I thought:

“If this concept of vinyasa is what drives a poem, or the seasons, or my yoga class to flow so gracefully, what would happen if I applied this knowledge to the flow of my week?”

On Monday, I would set the intention for the week and move slowly and steadily toward that destination.

On Tuesday, I would continue the journey— generating momentum along the way by looking ahead to the peak and enjoying the scenery and steps taken so far.

On Wednesday, I paused—wherever I was—to fully take in and marvel at the beautiful peak of the week. My commitment to myself was this: on Wednesdays, I only do what I want, what I feel, what I crave, and what I desire. Not what I should do. Not what I think I have to do. That can all wait until Thursday.

Wednesday is sacred. Wednesday is for me. Wednesday is my Peak Day.

Sometimes Peak Day looked like rattling out a goldmine of creative work from my kitchen table in my housecoat. On others, it was turning off my phone and taking the day off: to go to yoga, to have a bath in the middle of the day for no reason, to take a day trip somewhere I’d never been, or to finally fold that mountain of laundry at the foot of my bed.

You know, I thought at first I might spend my Peak Day catching up on rest, but was pleasantly surprised that I craved the exact opposite. Without setting an alarm, I snapped out of sleep around the same time I normally woke for work. But on Wednesdays, I woke full of energy and excitement for what could be. What possible adventures lay before me? I couldn’t wait to get out of bed and find out. It was like a mini-Christmas morning, mid-week—every week.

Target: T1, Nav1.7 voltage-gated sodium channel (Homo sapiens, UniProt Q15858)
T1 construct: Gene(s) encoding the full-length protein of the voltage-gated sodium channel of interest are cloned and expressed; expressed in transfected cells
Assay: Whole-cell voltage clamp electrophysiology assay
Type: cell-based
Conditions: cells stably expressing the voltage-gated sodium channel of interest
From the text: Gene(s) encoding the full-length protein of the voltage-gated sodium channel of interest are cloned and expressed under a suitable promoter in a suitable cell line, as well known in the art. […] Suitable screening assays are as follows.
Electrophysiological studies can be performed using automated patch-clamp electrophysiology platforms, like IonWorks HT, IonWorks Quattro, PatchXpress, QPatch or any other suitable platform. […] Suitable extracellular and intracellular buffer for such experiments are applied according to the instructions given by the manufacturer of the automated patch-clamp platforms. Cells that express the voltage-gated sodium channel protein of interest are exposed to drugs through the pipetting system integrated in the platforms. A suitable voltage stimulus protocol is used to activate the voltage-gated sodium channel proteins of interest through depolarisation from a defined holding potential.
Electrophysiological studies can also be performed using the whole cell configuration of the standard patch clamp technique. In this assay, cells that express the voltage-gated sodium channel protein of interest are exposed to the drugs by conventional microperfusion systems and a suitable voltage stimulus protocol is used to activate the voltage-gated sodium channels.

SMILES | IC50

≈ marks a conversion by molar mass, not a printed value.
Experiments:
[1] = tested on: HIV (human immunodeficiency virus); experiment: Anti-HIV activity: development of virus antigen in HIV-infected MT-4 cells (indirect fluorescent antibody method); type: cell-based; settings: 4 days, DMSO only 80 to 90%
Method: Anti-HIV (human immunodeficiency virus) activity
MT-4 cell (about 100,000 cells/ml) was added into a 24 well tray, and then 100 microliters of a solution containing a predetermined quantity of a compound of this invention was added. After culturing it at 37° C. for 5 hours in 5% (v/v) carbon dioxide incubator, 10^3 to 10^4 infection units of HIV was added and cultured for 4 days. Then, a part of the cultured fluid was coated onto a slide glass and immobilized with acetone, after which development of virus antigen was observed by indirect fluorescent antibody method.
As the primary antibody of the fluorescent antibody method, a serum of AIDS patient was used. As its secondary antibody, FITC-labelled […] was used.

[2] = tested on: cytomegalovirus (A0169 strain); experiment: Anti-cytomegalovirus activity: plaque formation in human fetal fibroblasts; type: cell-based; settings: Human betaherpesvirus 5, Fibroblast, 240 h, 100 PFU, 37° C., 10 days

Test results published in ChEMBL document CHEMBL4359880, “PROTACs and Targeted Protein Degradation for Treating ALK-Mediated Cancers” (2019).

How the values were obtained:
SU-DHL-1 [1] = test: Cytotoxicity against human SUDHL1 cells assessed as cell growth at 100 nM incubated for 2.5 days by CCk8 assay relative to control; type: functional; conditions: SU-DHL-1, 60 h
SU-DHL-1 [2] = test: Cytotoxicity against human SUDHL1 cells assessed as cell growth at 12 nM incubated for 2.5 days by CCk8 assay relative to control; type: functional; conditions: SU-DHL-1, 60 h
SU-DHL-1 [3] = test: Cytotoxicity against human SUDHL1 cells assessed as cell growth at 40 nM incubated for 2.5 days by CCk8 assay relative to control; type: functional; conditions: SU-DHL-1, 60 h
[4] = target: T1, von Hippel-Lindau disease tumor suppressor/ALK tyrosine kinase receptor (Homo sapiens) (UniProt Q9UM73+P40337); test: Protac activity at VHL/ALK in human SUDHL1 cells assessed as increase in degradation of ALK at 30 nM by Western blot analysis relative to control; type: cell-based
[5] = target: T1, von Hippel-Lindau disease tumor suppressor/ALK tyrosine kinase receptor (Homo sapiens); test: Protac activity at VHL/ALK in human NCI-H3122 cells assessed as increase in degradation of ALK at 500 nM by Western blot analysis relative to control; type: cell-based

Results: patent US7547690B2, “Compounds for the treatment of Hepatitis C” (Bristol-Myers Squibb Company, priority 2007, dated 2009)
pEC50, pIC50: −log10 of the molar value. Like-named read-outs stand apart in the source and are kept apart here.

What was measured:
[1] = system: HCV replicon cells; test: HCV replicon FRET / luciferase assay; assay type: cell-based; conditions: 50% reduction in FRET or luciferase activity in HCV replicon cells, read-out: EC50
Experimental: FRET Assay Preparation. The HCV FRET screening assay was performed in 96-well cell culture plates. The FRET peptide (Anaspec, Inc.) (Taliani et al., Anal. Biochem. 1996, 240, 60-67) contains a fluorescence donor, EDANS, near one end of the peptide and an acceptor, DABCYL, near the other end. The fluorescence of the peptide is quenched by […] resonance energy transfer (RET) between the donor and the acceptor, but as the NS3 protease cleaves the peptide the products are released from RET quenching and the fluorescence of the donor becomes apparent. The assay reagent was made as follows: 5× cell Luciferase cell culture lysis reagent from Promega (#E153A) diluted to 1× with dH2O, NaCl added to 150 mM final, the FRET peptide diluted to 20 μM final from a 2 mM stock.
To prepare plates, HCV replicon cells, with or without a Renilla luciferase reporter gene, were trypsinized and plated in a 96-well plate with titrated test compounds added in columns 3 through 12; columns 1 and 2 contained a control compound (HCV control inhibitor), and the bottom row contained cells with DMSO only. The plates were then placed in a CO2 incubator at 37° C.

After Peak Day inevitably came the reality check of Thursday. I thought it would be a reluctant descent back to my mundane routine. But actually, I met Thursdays with a warm embrace for the work I returned to with a fresh perspective and awe-filled heart. Without trying to accomplish something on Wednesday, I felt I had accidentally accomplished something really magical, something I needed to experience or receive, and I carried this—like a satisfied belly—into the rest of my week.

By the time Friday rolled around, I found myself crossing off to-do lists and reaching that week’s finish line with ease and energy to spare. Instead of holing up inside my house all weekend, trying to recuperate the energy that week had drained from me and store up for the next one, I had this fresh new supply of energy surging through me that was free to pour into my weekend so I could finally make the most of my days off.